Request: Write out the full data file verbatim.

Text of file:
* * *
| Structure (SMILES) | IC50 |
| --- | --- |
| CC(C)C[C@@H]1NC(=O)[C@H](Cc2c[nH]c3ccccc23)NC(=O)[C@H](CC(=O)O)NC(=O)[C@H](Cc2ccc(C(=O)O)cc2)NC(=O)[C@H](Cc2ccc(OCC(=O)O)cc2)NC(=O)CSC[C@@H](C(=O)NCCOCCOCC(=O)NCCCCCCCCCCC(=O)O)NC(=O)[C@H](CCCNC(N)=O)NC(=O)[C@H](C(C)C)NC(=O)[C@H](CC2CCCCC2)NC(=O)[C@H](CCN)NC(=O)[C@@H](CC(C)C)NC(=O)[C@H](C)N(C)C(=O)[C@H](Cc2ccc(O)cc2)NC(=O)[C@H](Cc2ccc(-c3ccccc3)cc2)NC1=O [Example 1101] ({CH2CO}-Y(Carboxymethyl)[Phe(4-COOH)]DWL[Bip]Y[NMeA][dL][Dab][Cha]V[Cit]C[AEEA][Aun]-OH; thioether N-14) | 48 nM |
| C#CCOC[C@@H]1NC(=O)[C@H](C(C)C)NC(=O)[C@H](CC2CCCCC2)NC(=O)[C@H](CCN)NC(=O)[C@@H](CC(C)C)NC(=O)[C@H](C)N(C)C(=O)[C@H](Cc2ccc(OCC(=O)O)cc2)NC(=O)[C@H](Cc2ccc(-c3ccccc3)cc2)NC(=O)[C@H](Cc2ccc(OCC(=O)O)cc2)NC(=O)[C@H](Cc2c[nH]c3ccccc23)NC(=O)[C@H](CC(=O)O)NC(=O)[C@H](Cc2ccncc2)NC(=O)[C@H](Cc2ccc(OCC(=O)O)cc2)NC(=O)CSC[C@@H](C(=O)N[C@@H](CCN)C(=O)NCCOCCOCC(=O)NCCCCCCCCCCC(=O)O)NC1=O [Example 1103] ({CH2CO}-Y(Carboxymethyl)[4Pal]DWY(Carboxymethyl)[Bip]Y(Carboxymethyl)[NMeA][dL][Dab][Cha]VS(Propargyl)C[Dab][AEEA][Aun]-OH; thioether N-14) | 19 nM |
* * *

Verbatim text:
| Structure (SMILES) | IC50 |
| --- | --- |
| CC(C)C[C@@H]1NC(=O)[C@H](Cc2c[nH]c3ccccc23)NC(=O)[C@H](CC(=O)O)NC(=O)[C@H](Cc2ccc(C(=O)O)cc2)NC(=O)[C@H](Cc2ccc(OCC(=O)O)cc2)NC(=O)CSC[C@@H](C(=O)NCCOCCOCC(=O)NCCCCCCCCCCC(=O)O)NC(=O)[C@H](CCCNC(N)=O)NC(=O)[C@H](C(C)C)NC(=O)[C@H](CC2CCCCC2)NC(=O)[C@H](CCN)NC(=O)[C@@H](CC(C)C)NC(=O)[C@H](C)N(C)C(=O)[C@H](Cc2ccc(O)cc2)NC(=O)[C@H](Cc2ccc(-c3ccccc3)cc2)NC1=O [Example 1101] ({CH2CO}-Y(Carboxymethyl)[Phe(4-COOH)]DWL[Bip]Y[NMeA][dL][Dab][Cha]V[Cit]C[AEEA][Aun]-OH; thioether N-14) | 48 nM |
| C#CCOC[C@@H]1NC(=O)[C@H](C(C)C)NC(=O)[C@H](CC2CCCCC2)NC(=O)[C@H](CCN)NC(=O)[C@@H](CC(C)C)NC(=O)[C@H](C)N(C)C(=O)[C@H](Cc2ccc(OCC(=O)O)cc2)NC(=O)[C@H](Cc2ccc(-c3ccccc3)cc2)NC(=O)[C@H](Cc2ccc(OCC(=O)O)cc2)NC(=O)[C@H](Cc2c[nH]c3ccccc23)NC(=O)[C@H](CC(=O)O)NC(=O)[C@H](Cc2ccncc2)NC(=O)[C@H](Cc2ccc(OCC(=O)O)cc2)NC(=O)CSC[C@@H](C(=O)N[C@@H](CCN)C(=O)NCCOCCOCC(=O)NCCCCCCCCCCC(=O)O)NC1=O [Example 1103] ({CH2CO}-Y(Carboxymethyl)[4Pal]DWY(Carboxymethyl)[Bip]Y(Carboxymethyl)[NMeA][dL][Dab][Cha]VS(Propargyl)C[Dab][AEEA][Aun]-OH; thioether N-14) | 19 nM |